If all pending projects come to fruition on time, there will be no shortage of office space in Krakow. Occupier activity in the capital of the Lesser Poland region continues to focus on central districts that are well-connected to all the parts of the city, says Anna Madejska, Advisor, Newmark Polska.
With an office stock of over 1,651,000 sqm, Krakow is the largest regional city office market in Poland. Office development activity has been dispersed across the city for many years, but this is changing. Tenants have recently begun to relocate closer to the city centre: to such districts as Grzegórzki, Stare Miasto, Podgórze and Krowodrza. This has also led developers to shift their focus to these locations.
Grzegórzki sees business growth
A business district is emerging in Grzegórzki in its own right. It will comprise a mixed-use project Fabryczna City, which is being developed at the post-industrial site of the former state-owned Polmos distillery, close to two key road junctions: Mogilskie and Grzegórzeckie roundabouts. This project will also see the completion of Fabryczna Office Park, whose fourth office building with an area of 10,500 sqm was delivered in December; its fifth building comprising almost 13,800 sqm and serving as the head office of Capgemini is scheduled for delivery in early 2023. The mixed-use complex will also include a residential quarter in addition to F&B and service outlets in the revitalised Polmos buildings. This district has also seen Strabag Real Estate begin tearing down the disused Galeria Plaza shopping centre in Mogilska Street, which will be replaced by a mixed-use project with offices by 2025.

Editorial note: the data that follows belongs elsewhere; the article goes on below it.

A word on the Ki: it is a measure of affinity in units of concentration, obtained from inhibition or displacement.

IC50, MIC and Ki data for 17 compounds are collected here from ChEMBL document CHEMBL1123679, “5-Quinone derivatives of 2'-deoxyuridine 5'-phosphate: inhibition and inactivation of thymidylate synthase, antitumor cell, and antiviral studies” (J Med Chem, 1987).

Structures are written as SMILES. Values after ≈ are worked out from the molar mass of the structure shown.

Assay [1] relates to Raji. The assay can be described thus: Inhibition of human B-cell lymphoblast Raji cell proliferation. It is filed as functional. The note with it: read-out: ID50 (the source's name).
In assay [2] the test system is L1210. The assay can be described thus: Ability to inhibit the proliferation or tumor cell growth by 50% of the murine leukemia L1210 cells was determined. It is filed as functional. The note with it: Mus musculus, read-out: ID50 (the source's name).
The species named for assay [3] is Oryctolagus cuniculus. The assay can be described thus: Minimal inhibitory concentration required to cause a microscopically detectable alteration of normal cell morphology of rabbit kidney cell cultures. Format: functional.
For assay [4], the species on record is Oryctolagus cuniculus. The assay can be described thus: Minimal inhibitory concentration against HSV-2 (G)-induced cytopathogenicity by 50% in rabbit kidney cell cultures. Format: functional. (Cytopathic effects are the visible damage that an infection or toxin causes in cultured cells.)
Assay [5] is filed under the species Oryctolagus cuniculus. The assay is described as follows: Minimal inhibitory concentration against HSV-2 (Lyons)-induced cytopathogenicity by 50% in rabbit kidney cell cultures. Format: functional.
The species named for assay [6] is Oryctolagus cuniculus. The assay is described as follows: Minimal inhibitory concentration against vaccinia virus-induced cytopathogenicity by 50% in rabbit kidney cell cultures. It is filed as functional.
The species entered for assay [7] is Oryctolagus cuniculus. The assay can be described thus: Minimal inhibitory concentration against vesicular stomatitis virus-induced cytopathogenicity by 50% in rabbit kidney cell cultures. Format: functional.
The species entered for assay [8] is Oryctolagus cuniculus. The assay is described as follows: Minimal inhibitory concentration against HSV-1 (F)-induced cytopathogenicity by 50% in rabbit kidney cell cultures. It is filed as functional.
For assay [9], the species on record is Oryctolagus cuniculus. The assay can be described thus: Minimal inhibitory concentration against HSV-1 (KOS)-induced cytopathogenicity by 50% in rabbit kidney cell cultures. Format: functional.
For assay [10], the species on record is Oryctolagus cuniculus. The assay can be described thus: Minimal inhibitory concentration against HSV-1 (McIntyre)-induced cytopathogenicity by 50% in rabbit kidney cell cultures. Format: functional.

“Benefiting from mixed-use developments and the activity of the city authorities, Grzegórzki has seen the emergence of services, restaurants, as well as cultural, educational and entertainment facilities; these have become a magnet attracting investors seeking to offer tenants offices in an interesting and comfortable setting. Its strengths are also multiple green areas, its location near the Old Town and easy access to all the districts of Krakow,” says Anna Madejska.
Another hot spot for companies looking for offices is Podgórze, where Cavatina Holding is developing the Ocean Office Park in four phases at the junction of Klimeckiego and Nowohucka streets. The project will provide over 52,000 sqm of office space at full build-out. Its first phase has already been completed and its second phase, comprising the largest building with an area of 28,600 sqm, is expected to be delivered next year.
Office take-up comes from IT and shared services centres
Of all the regional cities, Krakow reported the strongest demand for office space in the first three quarters of this year. Total office take-up came to close to 134,000 sqm. Shared services centres have been growing in Krakow for years. The city now has over 260 BPO/SSC operators with a combined headcount of over 92,000. Office demand comes from both well-established service centres that are in expansion mode and new BPO/SSC companies entering the Krakow market.